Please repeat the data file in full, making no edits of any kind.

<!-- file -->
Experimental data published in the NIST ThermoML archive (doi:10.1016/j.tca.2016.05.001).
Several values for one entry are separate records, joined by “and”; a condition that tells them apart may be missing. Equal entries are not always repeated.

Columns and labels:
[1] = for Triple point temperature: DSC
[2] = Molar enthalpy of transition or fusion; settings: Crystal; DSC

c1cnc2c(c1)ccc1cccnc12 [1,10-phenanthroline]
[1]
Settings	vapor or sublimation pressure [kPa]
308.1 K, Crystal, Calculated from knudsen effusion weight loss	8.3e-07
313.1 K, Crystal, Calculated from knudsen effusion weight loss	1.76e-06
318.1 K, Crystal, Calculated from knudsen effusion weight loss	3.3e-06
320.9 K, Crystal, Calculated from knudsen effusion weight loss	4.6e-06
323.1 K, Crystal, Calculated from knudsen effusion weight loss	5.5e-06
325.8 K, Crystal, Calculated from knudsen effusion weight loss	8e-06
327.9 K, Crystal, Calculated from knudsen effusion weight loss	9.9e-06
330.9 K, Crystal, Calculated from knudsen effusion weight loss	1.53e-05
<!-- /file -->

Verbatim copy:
Experimental data published in the NIST ThermoML archive (doi:10.1016/j.tca.2016.05.001).
Several values for one entry are separate records, joined by “and”; a condition that tells them apart may be missing. Equal entries are not always repeated.

Columns and labels:
[1] = for Triple point temperature: DSC
[2] = Molar enthalpy of transition or fusion; settings: Crystal; DSC

c1cnc2c(c1)ccc1cccnc12 [1,10-phenanthroline]
[1]
Settings	vapor or sublimation pressure [kPa]
308.1 K, Crystal, Calculated from knudsen effusion weight loss	8.3e-07
313.1 K, Crystal, Calculated from knudsen effusion weight loss	1.76e-06
318.1 K, Crystal, Calculated from knudsen effusion weight loss	3.3e-06
320.9 K, Crystal, Calculated from knudsen effusion weight loss	4.6e-06
323.1 K, Crystal, Calculated from knudsen effusion weight loss	5.5e-06
325.8 K, Crystal, Calculated from knudsen effusion weight loss	8e-06
327.9 K, Crystal, Calculated from knudsen effusion weight loss	9.9e-06
330.9 K, Crystal, Calculated from knudsen effusion weight loss	1.53e-05